After the death of the last Victorid bishop Tello of Chur in 765, King Charlemagne took the occasion to issue a document of protection declaring Tello's successors his vassals. From the 770s onwards, Charlemagne appointed the bishops of Chur himself, increasing Frankish control over the territory. Upon the death of Bishop Remedius in 806 or 807,[1] he legislated a division between episcopal and comital property (divisio inter episcopatum et comitatum), ending the de facto secular rule of the Chur bishops. He appointed Hunfried I comes curiensis (or Reciarum comes[1]), ruling over a vast Imperial demesne. The ecclesiastical and secular claims to power remained a source of contention.

With Churraetia as a power base, the Hunfriding heirs were able to gather enough power that Count Burchard II was able to proclaim himself a duke of Swabia in 917.[1] At the same time, the former Raetia province was absorbed into the re-established Swabian stem duchy. For this reason, Churraetia remained nominally part of Swabia and by extension of the Holy Roman Empire even though it had not historically been part of Alemannia. Chur suffered several invasions in the 10th century, by the Magyars in 925/6, and by the Saracens in 940 and 954.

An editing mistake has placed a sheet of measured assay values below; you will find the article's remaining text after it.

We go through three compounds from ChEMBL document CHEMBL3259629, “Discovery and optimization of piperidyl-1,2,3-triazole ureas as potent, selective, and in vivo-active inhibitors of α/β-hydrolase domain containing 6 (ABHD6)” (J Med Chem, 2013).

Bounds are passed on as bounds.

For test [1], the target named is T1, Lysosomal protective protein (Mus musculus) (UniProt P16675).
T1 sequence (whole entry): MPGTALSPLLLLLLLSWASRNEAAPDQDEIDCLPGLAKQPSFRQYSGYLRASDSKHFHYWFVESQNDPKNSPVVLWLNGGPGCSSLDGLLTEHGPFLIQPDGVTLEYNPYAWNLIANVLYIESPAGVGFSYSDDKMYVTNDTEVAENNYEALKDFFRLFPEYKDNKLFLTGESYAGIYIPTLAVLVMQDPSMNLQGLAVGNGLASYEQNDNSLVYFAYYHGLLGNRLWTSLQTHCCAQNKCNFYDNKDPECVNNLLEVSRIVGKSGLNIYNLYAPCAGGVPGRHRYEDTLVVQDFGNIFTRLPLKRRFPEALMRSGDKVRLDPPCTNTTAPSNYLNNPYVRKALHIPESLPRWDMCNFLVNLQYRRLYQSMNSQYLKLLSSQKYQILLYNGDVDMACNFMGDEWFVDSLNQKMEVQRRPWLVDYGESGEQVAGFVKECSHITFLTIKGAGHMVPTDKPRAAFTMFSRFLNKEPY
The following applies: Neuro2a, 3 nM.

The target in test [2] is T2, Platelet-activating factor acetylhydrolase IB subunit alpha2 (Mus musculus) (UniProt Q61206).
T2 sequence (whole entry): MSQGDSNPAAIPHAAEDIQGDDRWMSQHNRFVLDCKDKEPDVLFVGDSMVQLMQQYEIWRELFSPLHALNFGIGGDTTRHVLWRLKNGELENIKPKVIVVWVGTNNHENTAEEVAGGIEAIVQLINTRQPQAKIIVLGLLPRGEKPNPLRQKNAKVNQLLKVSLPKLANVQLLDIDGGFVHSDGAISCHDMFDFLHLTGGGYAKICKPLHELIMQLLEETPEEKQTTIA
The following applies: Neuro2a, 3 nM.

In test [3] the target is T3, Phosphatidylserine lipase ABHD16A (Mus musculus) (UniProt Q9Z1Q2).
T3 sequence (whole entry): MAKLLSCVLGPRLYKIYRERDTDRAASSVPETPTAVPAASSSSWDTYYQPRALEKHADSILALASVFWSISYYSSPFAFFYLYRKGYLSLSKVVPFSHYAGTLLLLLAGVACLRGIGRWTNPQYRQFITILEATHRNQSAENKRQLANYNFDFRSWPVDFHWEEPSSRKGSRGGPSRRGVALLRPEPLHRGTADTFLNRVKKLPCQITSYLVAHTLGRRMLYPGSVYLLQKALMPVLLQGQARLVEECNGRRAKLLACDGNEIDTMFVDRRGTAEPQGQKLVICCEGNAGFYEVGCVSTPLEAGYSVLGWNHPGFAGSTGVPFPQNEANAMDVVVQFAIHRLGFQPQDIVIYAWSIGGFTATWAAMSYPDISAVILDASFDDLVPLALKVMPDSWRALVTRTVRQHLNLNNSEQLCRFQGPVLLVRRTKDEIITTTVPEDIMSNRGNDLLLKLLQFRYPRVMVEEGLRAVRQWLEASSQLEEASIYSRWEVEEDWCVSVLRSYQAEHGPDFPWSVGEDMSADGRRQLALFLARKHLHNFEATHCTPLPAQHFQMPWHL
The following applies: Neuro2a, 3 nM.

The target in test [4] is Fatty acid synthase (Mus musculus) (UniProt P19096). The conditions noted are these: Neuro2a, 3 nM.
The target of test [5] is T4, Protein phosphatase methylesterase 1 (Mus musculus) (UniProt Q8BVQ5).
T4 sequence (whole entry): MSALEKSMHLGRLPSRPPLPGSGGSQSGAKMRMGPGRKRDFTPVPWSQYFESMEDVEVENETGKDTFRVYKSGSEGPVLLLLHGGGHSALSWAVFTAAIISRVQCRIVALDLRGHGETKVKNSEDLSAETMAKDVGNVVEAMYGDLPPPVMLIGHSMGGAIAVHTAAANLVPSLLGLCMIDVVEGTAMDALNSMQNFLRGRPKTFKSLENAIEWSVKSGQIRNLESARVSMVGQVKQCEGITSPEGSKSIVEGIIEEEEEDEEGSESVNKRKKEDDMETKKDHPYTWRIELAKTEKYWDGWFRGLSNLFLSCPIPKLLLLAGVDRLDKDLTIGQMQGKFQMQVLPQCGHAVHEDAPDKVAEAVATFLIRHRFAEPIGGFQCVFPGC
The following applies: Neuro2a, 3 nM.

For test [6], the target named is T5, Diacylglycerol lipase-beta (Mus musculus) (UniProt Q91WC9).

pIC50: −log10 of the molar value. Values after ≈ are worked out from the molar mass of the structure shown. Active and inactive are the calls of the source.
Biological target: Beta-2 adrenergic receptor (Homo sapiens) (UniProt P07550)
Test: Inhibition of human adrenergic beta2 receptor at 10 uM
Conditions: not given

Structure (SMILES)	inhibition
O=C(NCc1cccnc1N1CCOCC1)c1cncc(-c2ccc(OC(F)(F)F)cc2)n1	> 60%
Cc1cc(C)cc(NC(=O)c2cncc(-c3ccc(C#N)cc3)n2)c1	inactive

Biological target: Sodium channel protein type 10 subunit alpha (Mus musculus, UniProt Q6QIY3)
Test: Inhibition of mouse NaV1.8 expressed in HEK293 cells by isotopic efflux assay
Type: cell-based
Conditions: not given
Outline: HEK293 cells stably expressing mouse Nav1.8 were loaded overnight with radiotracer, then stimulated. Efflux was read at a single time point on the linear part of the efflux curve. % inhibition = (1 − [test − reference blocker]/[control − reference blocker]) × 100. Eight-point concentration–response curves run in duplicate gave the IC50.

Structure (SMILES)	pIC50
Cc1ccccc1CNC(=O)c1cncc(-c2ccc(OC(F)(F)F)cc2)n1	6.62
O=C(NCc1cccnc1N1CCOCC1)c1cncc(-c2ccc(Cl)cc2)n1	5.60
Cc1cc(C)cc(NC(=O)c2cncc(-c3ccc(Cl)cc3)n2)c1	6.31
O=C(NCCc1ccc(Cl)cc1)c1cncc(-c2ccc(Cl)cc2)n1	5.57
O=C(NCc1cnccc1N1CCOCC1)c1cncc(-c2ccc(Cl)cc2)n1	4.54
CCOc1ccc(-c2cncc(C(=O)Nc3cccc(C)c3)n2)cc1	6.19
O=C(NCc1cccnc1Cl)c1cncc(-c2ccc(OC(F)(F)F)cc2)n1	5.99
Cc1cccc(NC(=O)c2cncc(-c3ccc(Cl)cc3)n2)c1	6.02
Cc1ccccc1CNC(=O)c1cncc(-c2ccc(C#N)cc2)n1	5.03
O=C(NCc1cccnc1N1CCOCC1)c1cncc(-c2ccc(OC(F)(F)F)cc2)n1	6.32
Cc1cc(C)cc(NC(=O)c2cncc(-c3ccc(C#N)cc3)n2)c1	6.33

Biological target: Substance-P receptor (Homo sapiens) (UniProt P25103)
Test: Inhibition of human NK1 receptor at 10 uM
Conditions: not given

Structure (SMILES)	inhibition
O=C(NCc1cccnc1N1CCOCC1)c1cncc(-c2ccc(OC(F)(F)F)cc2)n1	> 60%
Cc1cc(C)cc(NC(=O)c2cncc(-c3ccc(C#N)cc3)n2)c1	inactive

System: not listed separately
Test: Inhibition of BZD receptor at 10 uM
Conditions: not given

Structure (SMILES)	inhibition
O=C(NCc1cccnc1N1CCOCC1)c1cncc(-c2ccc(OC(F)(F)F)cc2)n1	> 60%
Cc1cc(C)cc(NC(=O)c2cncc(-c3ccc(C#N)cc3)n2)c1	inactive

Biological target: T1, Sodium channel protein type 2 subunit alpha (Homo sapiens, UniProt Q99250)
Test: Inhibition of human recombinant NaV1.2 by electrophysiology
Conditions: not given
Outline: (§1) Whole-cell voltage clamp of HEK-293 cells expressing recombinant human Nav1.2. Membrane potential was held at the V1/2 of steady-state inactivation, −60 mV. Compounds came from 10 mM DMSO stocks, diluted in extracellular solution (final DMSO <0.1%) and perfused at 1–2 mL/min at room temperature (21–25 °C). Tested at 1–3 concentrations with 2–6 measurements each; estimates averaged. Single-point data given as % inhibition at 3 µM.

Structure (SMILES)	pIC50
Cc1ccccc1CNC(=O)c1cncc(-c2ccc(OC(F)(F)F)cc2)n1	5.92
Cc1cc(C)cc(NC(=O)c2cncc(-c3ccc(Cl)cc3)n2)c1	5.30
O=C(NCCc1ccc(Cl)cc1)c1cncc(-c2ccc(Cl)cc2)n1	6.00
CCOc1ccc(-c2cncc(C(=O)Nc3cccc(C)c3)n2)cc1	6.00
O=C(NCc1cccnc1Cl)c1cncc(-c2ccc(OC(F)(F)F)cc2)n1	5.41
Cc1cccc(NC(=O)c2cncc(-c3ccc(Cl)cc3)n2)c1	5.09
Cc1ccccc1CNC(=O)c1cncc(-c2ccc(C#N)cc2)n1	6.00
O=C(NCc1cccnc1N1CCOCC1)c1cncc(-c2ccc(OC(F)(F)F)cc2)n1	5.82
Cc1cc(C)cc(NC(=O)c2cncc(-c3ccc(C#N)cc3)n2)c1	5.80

In parallel with the development of feudalism in Western Europe, political power became fragmented over the 10th and 11th centuries, and Churraetia was divided into the three counties of Oberrätien, Unterrätien and Vinschgau. In the 12th century, these fell to the counts of Buchhorn, Bregenz and Tyrol, respectively. In the later medieval period, the bishops of Chur regained a certain amount of secular influence, which was however more limited in extent, restricted to the Chur itself, the Domleschg, Engadin, Bergell, Chiavenna, Bormio and Vinschgau.

Raetia as a geographic designation remained in use at the end of the medieval period, when political power passed to the Three Leagues (Drei Bünde) federation. When the Free State of the Three Leagues eventually joined the Helvetic Republic in 1798, the territory was incorporated as the Canton of Raetia. Finally, with the Napoleonic Act of Mediation of 1803, establishing the Swiss Confederacy, the canton was named Grisons (Graubünden).

Germanic–Latin boundary

In contrast to the remaining part of the former province of Raetia, Churraetia managed to retain its Latin character, giving rise to the Romansh language, spoken throughout its territory during the Middle Ages. Raetia prima was occasionally known as Raetia Curiensis even from the 4th century, and the German name Churrätien is simply an adaptation of the Latin name. Historically, it was also known as Churwalchen, Churwahlen in German (walha "Latin/Romance", c.f. Walenstadt). The existence of a medieval German/Latin language boundary at Walensee and the Churfirsten can still be perceived from the prevalence of Latin toponymy.[2][3]